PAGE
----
The responsibilities for fire evacuation are spread over many different levels, which make the matter quite complex. Depending on the specific situation, many different and sometimes conflicting conditions may apply. We will try to describe "the best practices" through all legal texts, standards, and technical specifications. These specifications must always be verified by the local authorities.
• The dimensioning of the fire escape stairway must correspond to the number of individuals to be evacuated. This number is determined by the surface area of the compartment as follows:
- 1 person per 10 m² for buildings that are not publicly accessible
- 1 person per 3 m² for buildings that are publicly accessible
- Exception if the fixed furniture provides another occupation
Number of Escape Routes
• Generally, there schould be at least two independent, non-intersecting escape routes. The recommendations vary depending on the capacity of the building.
• If there are 500 or more individuals, the recommandations are as follows
- 500 - 999 persons: 3 escape routes
- 1000 - 1999 persons: 4 escape routes
- 2000- 2999 persons: 5 escape routes
• There are case where a single fire escape route will suffice
- Buildings of less than 10m with fewer than 100 persons
- Buildings between 10m and 25m and fewer than 50 persons with access for fire ladders on the street side
Even in these cases, the fire department often requires also a second escape route.
In general, the fire department can always ask additional escape routes.
Location of the Emergency Stairs
The escape stairways should go in opposite areas of the space. The maximum distance from the escape route to the stairway is fixed. Aside from technical areas, this is based on the use of the building, during the day or night.
|| Use of the building
Used during the Day
|Also USed at Night
|Distance to Path Connecting Two Stairways
|Distance to Closest Stair
|Distance to second Closest Stair
- Maximum distance from a dead-end route is <= 15m
Access to Emergency Stairs
There are guidelines regulating emergency stairway access.
Through doors and hallways, the access door has to be Rf 1/2h for a building > 25m and the doors cannot be locked in the direction of the evacuation.
Counterbalanced flight or paneling/enclosure of the lower flight is allowed.
The stairs of buidlings > 25m must provide access to the roof (if roof is flat).
Usable Width (UW)
The usable width is determined by the largest number of persons to be evacuated. The sum of the UW of all descending stairs has to be at least equal to the number of persons to be evacuated from the largest compartment, multiplied by 1.25cm (ΣUW = number x 1.25cm
The minimum UW is 80cm, which corresponds to an evacuation of 64 persons (80/1.25). UWs can be seen in multiples of 60cm (the transit unit), as follows.
- UW of 80m for max 64 persons per compartment and per stair
- UW of 120m for 65 to 96 persons per compartment and per stair
- UW of 180m for 97 to 144 persons per compartment and per stair
There are often exceptions to the rule.
- For medium and high buildings (> 10m, a minimum UW of 60cm can suffice (verify with authorized fire department).
- Depending on the available space and number of persons to be evacuated, UWs of 90cm, 101cm, and 110cm may be used.
- In schools and daycares, a UW of 120cm is provided, even when the number of persons to be evacuated is less than 64 per compartment.
Different stairs of the same compartment must have the same UW, plus or minus 60cm.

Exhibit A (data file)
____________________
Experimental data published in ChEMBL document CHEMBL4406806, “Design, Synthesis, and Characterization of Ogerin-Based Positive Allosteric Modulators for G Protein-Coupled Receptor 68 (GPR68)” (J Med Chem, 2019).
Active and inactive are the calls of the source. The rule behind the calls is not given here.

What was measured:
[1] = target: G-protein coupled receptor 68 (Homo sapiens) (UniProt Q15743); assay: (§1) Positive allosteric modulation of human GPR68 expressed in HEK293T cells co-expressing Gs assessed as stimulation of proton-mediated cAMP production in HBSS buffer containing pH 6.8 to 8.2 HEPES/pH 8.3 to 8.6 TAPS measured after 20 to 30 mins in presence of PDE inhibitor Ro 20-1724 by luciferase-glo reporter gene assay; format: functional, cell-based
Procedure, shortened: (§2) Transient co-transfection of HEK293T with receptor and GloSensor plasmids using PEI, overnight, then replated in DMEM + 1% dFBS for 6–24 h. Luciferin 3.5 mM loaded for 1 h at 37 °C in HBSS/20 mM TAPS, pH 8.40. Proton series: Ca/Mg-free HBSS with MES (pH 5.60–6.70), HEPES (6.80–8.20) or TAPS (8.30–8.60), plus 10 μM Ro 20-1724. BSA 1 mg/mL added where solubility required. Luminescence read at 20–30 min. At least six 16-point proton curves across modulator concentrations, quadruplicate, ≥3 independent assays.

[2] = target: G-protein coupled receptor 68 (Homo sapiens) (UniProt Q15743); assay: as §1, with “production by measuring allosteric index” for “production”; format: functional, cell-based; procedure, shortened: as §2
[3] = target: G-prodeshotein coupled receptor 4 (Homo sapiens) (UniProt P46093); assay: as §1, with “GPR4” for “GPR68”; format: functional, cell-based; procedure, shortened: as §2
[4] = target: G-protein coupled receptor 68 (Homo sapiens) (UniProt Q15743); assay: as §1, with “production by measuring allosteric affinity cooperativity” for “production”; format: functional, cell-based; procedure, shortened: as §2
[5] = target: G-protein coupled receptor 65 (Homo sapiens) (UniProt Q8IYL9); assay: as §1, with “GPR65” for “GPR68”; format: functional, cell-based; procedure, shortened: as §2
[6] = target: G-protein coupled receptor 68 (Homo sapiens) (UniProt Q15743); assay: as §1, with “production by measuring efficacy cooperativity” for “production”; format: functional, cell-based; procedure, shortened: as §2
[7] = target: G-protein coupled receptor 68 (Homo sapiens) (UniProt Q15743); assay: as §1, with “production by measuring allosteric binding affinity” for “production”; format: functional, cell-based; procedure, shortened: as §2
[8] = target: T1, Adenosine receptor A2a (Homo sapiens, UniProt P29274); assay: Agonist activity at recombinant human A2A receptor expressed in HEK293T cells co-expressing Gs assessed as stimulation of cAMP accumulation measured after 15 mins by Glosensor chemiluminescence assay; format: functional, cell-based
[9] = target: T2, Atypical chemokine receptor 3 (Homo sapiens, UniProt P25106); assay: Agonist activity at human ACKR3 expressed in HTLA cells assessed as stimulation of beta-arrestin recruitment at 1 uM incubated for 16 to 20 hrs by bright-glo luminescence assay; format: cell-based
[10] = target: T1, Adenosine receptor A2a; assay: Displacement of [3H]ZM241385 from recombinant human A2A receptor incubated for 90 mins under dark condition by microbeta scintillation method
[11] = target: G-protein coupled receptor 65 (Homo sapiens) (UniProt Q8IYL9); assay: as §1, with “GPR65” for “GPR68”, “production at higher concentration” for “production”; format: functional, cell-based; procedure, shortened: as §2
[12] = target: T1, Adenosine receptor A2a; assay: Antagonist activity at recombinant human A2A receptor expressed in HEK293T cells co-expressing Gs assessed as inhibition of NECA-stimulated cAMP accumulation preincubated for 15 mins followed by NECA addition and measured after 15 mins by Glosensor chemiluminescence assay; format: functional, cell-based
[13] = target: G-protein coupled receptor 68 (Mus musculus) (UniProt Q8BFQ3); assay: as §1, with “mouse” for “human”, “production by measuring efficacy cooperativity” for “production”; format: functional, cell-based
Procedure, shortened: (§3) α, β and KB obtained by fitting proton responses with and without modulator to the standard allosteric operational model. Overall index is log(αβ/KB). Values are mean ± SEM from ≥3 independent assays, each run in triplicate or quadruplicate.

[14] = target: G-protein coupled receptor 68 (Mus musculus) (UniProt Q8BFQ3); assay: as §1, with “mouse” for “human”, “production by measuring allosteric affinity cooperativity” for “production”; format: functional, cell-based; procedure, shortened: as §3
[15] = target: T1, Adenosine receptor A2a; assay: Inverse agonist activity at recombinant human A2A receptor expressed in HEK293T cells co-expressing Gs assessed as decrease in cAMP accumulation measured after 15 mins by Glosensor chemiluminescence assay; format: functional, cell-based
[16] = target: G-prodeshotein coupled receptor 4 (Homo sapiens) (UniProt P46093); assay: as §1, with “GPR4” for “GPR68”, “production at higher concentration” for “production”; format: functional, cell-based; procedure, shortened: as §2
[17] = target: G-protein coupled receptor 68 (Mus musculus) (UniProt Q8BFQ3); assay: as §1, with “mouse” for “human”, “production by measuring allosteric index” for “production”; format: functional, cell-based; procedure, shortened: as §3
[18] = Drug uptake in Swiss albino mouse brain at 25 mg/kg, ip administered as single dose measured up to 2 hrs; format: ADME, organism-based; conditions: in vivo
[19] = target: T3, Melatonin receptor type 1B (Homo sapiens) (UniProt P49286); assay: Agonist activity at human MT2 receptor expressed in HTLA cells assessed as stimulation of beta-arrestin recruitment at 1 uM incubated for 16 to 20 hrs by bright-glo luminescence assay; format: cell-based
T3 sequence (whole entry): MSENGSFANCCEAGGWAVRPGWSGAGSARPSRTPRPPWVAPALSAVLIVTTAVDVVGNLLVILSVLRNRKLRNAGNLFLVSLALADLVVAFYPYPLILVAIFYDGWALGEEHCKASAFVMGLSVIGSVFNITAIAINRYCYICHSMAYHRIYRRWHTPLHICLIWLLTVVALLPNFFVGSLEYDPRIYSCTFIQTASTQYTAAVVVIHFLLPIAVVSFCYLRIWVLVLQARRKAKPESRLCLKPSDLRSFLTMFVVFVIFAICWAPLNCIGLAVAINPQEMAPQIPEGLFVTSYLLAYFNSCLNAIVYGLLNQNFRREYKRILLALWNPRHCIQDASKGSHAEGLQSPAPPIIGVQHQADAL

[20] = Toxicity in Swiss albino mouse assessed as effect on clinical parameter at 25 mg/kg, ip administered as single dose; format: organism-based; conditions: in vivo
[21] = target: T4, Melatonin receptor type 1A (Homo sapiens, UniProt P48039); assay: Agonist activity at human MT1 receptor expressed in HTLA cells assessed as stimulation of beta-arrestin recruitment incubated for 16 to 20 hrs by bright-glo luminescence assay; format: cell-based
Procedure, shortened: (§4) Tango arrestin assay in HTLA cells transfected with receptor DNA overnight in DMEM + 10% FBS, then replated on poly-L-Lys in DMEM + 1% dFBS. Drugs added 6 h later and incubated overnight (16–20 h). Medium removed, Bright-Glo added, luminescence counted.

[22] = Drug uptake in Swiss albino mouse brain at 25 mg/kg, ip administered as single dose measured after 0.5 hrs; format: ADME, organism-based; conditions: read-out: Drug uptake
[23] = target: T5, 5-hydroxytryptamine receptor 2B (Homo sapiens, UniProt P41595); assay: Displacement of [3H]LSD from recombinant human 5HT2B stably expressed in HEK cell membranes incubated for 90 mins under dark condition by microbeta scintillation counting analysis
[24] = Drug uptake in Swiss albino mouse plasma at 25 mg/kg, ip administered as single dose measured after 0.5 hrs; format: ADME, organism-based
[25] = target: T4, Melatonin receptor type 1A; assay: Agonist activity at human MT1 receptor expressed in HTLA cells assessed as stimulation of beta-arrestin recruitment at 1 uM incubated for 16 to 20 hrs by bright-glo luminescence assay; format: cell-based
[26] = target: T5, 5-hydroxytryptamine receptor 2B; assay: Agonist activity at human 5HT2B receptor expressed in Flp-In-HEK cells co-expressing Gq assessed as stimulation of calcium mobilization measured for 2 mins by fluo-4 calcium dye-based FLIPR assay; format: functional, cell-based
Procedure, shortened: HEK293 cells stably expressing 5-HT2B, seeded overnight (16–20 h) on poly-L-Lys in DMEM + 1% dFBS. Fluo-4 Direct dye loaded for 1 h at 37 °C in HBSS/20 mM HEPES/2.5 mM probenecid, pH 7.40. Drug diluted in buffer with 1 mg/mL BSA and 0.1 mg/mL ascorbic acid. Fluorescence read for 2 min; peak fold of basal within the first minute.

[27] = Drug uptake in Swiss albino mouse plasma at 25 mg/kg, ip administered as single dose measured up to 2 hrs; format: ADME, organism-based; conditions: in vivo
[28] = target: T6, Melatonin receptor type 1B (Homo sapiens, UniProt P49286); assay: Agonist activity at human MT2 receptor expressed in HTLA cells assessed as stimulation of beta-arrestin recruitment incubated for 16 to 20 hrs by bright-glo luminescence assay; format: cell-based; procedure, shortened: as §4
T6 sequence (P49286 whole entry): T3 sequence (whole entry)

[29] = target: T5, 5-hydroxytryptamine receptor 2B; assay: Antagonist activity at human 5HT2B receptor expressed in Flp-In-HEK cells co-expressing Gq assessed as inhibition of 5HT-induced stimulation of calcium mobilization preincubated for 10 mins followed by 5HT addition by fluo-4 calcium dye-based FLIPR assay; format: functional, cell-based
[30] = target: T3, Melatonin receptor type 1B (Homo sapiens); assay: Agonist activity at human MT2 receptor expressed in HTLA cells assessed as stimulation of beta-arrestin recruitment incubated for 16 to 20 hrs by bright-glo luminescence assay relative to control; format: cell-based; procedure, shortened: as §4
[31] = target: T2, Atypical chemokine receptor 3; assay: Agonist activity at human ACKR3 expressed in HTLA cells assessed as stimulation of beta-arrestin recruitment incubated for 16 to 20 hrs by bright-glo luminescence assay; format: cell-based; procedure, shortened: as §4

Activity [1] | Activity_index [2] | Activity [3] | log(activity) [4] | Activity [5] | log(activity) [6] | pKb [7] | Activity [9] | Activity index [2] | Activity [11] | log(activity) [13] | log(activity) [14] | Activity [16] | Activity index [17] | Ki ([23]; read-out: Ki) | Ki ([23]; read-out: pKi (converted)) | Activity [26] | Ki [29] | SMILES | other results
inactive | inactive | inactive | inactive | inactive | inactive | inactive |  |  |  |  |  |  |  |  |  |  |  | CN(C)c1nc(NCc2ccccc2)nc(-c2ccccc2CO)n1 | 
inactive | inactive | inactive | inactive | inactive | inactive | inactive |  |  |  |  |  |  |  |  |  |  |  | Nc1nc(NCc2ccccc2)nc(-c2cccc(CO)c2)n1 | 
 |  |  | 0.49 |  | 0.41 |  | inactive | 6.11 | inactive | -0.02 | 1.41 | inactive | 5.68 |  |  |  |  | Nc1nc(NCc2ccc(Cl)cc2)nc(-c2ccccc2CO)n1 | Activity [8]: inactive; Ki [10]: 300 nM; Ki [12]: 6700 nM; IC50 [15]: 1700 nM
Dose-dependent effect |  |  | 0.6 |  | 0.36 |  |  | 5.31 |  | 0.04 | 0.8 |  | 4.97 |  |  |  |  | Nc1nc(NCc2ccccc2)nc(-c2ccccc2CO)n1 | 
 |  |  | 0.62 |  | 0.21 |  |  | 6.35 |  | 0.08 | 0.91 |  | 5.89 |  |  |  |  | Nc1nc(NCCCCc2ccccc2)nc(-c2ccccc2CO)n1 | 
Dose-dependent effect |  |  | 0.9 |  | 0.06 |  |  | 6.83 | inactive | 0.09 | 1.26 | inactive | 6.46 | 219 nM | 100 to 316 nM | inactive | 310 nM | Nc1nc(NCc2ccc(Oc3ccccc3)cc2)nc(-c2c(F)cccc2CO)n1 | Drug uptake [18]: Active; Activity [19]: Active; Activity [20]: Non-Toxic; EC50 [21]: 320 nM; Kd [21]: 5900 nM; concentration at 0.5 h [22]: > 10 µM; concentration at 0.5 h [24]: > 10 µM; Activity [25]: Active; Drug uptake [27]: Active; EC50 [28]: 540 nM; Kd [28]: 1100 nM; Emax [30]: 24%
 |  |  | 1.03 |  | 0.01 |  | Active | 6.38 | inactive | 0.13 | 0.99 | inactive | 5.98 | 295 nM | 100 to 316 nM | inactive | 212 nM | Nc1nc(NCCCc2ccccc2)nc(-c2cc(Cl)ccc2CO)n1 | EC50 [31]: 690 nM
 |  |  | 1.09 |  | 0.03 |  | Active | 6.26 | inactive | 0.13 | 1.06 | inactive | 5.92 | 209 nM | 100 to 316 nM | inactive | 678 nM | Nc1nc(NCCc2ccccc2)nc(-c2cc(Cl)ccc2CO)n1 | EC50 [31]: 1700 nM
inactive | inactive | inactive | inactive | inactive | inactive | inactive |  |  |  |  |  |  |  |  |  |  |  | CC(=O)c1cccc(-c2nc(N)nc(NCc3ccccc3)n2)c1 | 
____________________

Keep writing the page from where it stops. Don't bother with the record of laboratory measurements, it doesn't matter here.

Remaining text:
The value of 1.25cm per person applies with descending stairs. For rising stairs, 2cm per person is provided. For flat escape routes, the requirement is 1cm per person.
The stairs must be at least 1m away from the wall opening (with <= Rf 1h).
At least one side must permit the free flow of air.
are generally discouraged
and for tall buildings (>=25m ) even prohibited. A spiral stair must have a thread of at least 24cm on the walk line, located 0.4m to 0.6m from the handrail or the spindle and at least 0.35m from the outer edges of the steps.
Usually, an incline of 37° is requested (or about 75%).
For medium and high buildings (> 10m), an incline of 45° may be acceptable (confirm with authorized fire department). Sometimes, the stairs can only be used by persons with good mobility. For rising staircase, an incline of 45° is acceptable.
Inclines greater than 45° must be avoided.
The tread "a" and the riser "o" must meet the following formula: 600mm <= a + 2o <= 660mm.
Risers are not necessary.
A lower flight may have a maximum of 17 steps. If a greater height must be bridged, an intermediate landing must be provided.
Always provide two guardrails per staircase.
- Exception: One guardrail is sufficient for stairs with UW < 120cm, low buildings (< 10m, and when there is no risk of falling.
The minimum height for escape stairs is 1m on the landings and 0.9m on the stair flights, measured on the stair nose.
When used by children (schools, nurseries, etc):
- The maximum gap between the vertical bars is < 80mm(< 70mm in Wallonia).
- No horizontal elements to avoid children using them as a step
- Height of 1.1m instead of 1m
- Second guardrail at the height of the children (below the main guardrail)
Materials must be of class A0 (non-flammable material, such as aluminum, steel, or concrete).
There are no fire resistant requirements for outdoor stairs.
Stable materials must be used that will not gradually deteriorate with age.
The stairs must be able to carry a uniformly distributed load of 102 lb/ft² or 500 Kg/m² on each flight (the surface projected on the horizontal plane) and on the landings.
The stairs must support a point load of 200Kg applied anywhere on the steps or the landing deck, and the guardrails need to be able to withstand a horizontally applied uniform load of 100 Kg/m, without permanent deformation.